5. Whisk egg or yogurt/applesauce into the buttermilk and add to the dry mixture.
  6. Combine until the wet has been incorporated, kneading lightly if necessary.
  7. For scones: Scoop 9 mounds onto a parchment lined pan, approximately rounded ¼ c. each. Flatten slightly and push in any raisins that are sticking out so they do not burn. Brush with 2 Tbls. milk or beaten egg and sprinkle with sugar.
  8. For a loaf: Shape into a round loaf on a parchment lined sheet pan. Push in any raisins that are sticking out so they do not burn. Cut an X shape in the top of the loaf.  Brush with 2 Tbls. milk or beaten egg and sprinkle with sugar.
  9. Bake loaf for approximately 1 hour and scones approximately 25-30 minutes.
  10. Cool completely before cutting and enjoying. The Irish soda bread, loaf or scone, is best warmed in the oven or a few seconds in the microwave when reheating.

Recipe Notes

  • Because these are gluten free (if you choose that), they can be a bit denser. Warming them helps the texture lighten up.
  • These freeze great! That’s why I love the scone form.  Wrap well and thaw overnight or pop in the micro/oven.
  • Pro Tip!! If your raisins are very dry, just soak in some hot water for a few minutes. They’ll plump right back up.  Just dry them off very well before adding to the dry mixture.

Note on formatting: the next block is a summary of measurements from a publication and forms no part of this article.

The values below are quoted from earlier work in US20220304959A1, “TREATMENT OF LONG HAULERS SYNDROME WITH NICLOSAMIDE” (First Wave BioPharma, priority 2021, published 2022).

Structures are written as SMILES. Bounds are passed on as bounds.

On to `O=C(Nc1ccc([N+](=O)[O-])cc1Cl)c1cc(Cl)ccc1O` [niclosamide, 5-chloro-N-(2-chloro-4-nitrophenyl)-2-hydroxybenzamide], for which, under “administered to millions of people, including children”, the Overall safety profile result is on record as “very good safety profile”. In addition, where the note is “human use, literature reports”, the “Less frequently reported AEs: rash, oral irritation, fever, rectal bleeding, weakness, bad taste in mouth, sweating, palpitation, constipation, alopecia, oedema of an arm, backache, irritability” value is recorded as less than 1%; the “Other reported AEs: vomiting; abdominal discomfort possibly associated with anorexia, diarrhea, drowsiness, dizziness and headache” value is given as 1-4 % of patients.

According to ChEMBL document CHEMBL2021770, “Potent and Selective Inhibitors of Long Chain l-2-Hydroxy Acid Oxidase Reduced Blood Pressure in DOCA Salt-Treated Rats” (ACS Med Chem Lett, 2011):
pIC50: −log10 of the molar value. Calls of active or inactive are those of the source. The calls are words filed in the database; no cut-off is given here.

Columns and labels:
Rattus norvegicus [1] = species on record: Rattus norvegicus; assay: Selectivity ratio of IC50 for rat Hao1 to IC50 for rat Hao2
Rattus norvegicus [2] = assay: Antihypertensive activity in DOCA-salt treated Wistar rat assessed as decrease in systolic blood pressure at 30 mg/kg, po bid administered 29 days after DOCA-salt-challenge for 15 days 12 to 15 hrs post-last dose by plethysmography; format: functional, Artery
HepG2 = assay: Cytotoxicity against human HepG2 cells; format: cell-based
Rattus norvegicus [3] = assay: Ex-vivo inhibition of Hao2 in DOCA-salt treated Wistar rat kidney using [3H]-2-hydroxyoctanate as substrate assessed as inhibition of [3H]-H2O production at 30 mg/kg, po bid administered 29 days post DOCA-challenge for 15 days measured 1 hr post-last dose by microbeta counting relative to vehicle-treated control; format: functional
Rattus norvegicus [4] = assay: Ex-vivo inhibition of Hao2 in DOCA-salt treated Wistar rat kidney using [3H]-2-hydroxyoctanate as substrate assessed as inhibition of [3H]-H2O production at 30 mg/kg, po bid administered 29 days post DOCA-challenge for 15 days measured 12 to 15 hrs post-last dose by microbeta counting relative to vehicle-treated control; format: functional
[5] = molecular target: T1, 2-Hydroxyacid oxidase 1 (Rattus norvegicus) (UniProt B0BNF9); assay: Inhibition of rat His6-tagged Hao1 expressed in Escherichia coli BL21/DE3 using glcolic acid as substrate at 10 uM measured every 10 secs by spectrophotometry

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Disclaimer

As we all know, reading labels and preparing food when managing allergies is a job within itself with much responsibility. All the brands I use are ones that I have contacted, and Casey has eaten safely. That being said, I must remind…

Please do your own research when deciding which products and foods are safe for the allergies you manage. These are the ones that are safe for our needs but may not be for you. Everyone has different comfort levels with manufacturing and production procedures.

And, as a friendly reminder, always have 2 epinephrine auto injectors on hand!